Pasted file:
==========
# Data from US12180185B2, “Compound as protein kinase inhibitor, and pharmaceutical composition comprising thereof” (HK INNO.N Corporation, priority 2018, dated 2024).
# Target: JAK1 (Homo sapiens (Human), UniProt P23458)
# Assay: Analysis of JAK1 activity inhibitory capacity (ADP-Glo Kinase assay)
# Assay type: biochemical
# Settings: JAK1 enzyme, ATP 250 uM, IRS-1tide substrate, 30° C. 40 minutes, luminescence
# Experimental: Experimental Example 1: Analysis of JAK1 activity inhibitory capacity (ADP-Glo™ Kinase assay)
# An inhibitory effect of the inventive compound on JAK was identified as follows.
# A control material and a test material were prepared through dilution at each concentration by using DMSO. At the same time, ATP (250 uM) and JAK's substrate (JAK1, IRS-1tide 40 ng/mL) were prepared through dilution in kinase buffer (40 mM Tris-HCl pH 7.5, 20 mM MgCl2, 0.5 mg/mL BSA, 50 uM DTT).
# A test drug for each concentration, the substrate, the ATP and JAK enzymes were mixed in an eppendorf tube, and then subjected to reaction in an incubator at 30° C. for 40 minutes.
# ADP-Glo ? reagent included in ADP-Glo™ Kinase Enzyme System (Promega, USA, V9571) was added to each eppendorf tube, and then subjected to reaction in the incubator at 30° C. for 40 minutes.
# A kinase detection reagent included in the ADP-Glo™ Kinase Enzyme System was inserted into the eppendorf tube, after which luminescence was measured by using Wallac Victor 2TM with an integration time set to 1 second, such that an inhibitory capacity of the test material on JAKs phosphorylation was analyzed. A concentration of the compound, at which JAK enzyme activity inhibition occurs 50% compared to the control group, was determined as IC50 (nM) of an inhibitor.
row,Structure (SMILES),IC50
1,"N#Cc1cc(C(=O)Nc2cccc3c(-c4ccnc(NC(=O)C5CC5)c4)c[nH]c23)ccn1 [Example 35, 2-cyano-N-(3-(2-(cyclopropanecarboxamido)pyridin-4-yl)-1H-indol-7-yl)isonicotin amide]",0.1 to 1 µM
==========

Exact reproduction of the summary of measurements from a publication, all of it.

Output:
# Data from US12180185B2, “Compound as protein kinase inhibitor, and pharmaceutical composition comprising thereof” (HK INNO.N Corporation, priority 2018, dated 2024).
# Target: JAK1 (Homo sapiens (Human), UniProt P23458)
# Assay: Analysis of JAK1 activity inhibitory capacity (ADP-Glo Kinase assay)
# Assay type: biochemical
# Settings: JAK1 enzyme, ATP 250 uM, IRS-1tide substrate, 30° C. 40 minutes, luminescence
# Experimental: Experimental Example 1: Analysis of JAK1 activity inhibitory capacity (ADP-Glo™ Kinase assay)
# An inhibitory effect of the inventive compound on JAK was identified as follows.
# A control material and a test material were prepared through dilution at each concentration by using DMSO. At the same time, ATP (250 uM) and JAK's substrate (JAK1, IRS-1tide 40 ng/mL) were prepared through dilution in kinase buffer (40 mM Tris-HCl pH 7.5, 20 mM MgCl2, 0.5 mg/mL BSA, 50 uM DTT).
# A test drug for each concentration, the substrate, the ATP and JAK enzymes were mixed in an eppendorf tube, and then subjected to reaction in an incubator at 30° C. for 40 minutes.
# ADP-Glo ? reagent included in ADP-Glo™ Kinase Enzyme System (Promega, USA, V9571) was added to each eppendorf tube, and then subjected to reaction in the incubator at 30° C. for 40 minutes.
# A kinase detection reagent included in the ADP-Glo™ Kinase Enzyme System was inserted into the eppendorf tube, after which luminescence was measured by using Wallac Victor 2TM with an integration time set to 1 second, such that an inhibitory capacity of the test material on JAKs phosphorylation was analyzed. A concentration of the compound, at which JAK enzyme activity inhibition occurs 50% compared to the control group, was determined as IC50 (nM) of an inhibitor.
row,Structure (SMILES),IC50
1,"N#Cc1cc(C(=O)Nc2cccc3c(-c4ccnc(NC(=O)C5CC5)c4)c[nH]c23)ccn1 [Example 35, 2-cyano-N-(3-(2-(cyclopropanecarboxamido)pyridin-4-yl)-1H-indol-7-yl)isonicotin amide]",0.1 to 1 µM